Organoclays are much more compatible with organic systems than unmodified clays. However, compared to the spontaneous exfoliation of clay in water, an organoclay does not readily delaminate in organic solvents such as toluene or mineral oil. The assistance of a "polar dispersant" is often necessary to completely delaminate the organically treated layers in the organic systems [3-8, 31]. According to gelation studies, the clay electrical double layer becomes more diffuse through interaction with the polar disperant promoting organoclay layer delamination [31]. Small polar compounds like methanol, acetone, or propylene carbonate are generally excellent organoclay dispersants.

Figure 4a shows the transmission FTIR absorption spectra for BENTONE 108 organoclay powder dispersed, but not delaminated, in mineral oil. As seen before with the non-dispersed hectorite clay, only one very broad absorption band is observed in the Si-O stretch region. The broadness of this band does not change when the dispersion is treated with varying levels of shear to break up organoclay agglomerates. However, the exact bandwidth measured at this point depends on how the organoclay was prepared, as our bandwidth broadening is a layer agglomeration effect. Interestingly enough, the type of organic treatment on the organoclay has only a minor influence on bandwidth unless very large interlayer distances are achieved. When the organoclay is completely delaminated in mineral oil, through the addition of a quantity of propylene carbonate polar dispersant, absorption bands resolve and deconvolution of the in-plane absorption band gives a FWHM of about 28.5 [cm.sup.-1] (Fig. 4b). This bandwidth is the same as we observed for hectorite clay delaminated in water. We conclude that the organic treatment of the clay layers has no influence on the observed bandwidth for delaminated layers, nor does the embedding matrix, mineral oil instead of water, have a significant effect on the absorption bandwidth of the delaminated layers (28.5 versus 28.9 [cm.sup.-1]). Thus, when hectorite clay layers are delaminated, one can expect to find an absorption bandwidth between 28.5 and 29 [cm.sup.-1] for the in-plane absorption band. One could derive a similar inference for montmorillonite clay, except that the IR spectra for this clay is much more complicated as several clay absorption bands overlap.


Figure 5 shows the change in bandwidth for the in-plane Si-O clay bond when controlled amounts of polar dispersant (propylene carbonate) are added to a dispersion of BENTONE 108 in mineral oil. Increasingly, more layers become delaminated when more polar dispersant is added to the clay-mineral oil system. The in-plane Si-O absorption bandwidth does not reduce any further when more than 30 wt% polar dispersant is added to the clay dispersion. Apparently, all clay layers are delaminated at this point. A maximum viscosity build is also noted at this same point, indicating again that all clay layers are delaminated. We use this plot as a calibration curve to assess degree of organoclay layer delamination in polymer systems.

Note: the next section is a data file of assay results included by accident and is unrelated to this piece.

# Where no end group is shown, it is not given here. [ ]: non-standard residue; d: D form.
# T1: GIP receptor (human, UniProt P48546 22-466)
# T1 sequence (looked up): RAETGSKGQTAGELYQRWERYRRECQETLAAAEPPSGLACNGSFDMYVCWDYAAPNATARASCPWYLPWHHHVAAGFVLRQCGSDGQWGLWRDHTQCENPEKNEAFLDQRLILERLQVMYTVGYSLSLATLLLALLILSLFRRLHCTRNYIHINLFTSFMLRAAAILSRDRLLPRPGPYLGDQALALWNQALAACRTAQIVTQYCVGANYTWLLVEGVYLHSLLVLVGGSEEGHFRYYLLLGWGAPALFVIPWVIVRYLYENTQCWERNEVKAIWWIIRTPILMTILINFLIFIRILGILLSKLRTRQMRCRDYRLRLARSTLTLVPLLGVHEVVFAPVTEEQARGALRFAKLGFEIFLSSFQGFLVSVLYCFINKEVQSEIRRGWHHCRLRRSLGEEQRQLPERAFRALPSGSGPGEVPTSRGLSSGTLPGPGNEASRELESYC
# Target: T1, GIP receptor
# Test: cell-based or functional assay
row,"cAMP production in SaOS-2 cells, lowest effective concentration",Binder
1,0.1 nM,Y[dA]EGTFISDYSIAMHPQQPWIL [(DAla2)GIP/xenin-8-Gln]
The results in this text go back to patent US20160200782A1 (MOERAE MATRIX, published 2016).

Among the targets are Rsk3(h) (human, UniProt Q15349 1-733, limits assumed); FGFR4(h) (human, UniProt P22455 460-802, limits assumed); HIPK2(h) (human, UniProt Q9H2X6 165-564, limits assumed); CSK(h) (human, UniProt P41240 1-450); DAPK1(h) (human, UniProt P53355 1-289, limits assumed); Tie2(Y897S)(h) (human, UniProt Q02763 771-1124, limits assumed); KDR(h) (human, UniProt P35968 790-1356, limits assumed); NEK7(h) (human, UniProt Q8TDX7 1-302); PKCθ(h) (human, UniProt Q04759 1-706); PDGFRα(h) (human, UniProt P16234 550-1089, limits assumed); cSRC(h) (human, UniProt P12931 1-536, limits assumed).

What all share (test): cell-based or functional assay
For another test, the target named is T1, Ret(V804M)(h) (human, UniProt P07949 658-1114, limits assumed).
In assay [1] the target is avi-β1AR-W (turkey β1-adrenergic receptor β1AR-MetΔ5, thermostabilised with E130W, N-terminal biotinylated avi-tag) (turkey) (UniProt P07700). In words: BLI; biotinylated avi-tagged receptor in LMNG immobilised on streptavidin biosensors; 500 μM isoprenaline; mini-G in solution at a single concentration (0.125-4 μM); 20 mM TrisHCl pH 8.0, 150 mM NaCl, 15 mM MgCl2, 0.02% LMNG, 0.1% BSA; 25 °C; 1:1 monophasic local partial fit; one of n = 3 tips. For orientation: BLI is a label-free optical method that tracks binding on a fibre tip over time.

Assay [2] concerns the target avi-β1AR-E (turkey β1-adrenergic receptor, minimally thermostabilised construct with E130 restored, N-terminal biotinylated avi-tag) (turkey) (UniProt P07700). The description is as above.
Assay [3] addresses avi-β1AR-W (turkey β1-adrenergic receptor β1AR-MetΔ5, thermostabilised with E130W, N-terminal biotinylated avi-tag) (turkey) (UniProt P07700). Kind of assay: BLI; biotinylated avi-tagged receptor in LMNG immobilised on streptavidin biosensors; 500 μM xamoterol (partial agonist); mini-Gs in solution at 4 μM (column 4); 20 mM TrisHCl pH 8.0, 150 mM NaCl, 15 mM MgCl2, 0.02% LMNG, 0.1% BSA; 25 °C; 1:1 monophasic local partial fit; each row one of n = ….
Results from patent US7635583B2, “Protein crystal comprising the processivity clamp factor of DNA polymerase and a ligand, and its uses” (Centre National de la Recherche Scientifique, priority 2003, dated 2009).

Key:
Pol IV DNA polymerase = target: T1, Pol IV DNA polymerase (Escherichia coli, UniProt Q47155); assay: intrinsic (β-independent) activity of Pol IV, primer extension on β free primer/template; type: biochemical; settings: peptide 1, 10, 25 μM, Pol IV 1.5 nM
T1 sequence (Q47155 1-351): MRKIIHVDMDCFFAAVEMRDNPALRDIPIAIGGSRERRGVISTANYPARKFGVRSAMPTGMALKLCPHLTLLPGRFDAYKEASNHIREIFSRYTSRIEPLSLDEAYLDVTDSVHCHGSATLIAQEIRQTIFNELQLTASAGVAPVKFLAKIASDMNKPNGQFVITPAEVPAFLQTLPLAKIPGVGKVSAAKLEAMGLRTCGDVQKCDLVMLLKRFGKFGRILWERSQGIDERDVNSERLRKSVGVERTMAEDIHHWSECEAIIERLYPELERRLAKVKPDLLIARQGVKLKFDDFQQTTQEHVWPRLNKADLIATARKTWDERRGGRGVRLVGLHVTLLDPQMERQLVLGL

Assessing the Degree of Organoclay Dispersion in Polymer Nanocomposites

A Nylon organoclay nanocomposite was prepared and analyzed to demonstrate how infrared absorption measurements can provide information about the organoclay dispersion state. For organoclay polymer composites, the less complex absorption spectra of hectorite clay is particularly preferred when polymer absorption bands coincide with the region of interest, and need to be subtracted or deconvoluted from the absorption pattern to isolate the clay Si-O stretching contribution. Nylon-6 nanocomposites prepared from aminododecanoic acid-exchanged clay and caprolactam are well-studied and understood. It is generally accepted that the aforementioned organoclay will delaminate when polymerizing the caprolactam monomer [13-16, 25]. The XRD pattern of our Nylon 6/12 composite prepared with protonated 12-aminododecanoic acid hectorite clay shows a marginal amount of polymer intercalated organoclay (Fig. 6). The in-plane IR absorption band shown in Fig. 7 deconvolutes at 29 [cm.sup.-1], indicating that a substantial amount of organoclay is delaminated. According to the curve shown in Fig. 5, about 80% of all clay layers are delaminated. The IR technique is not very sensitive at these very high degrees of organoclay delamination, but the result correlates well with the observed XRD signature, and we can now, for the first time, estimate how many layers have been delaminated in a Nylon organoclay nanocomposite.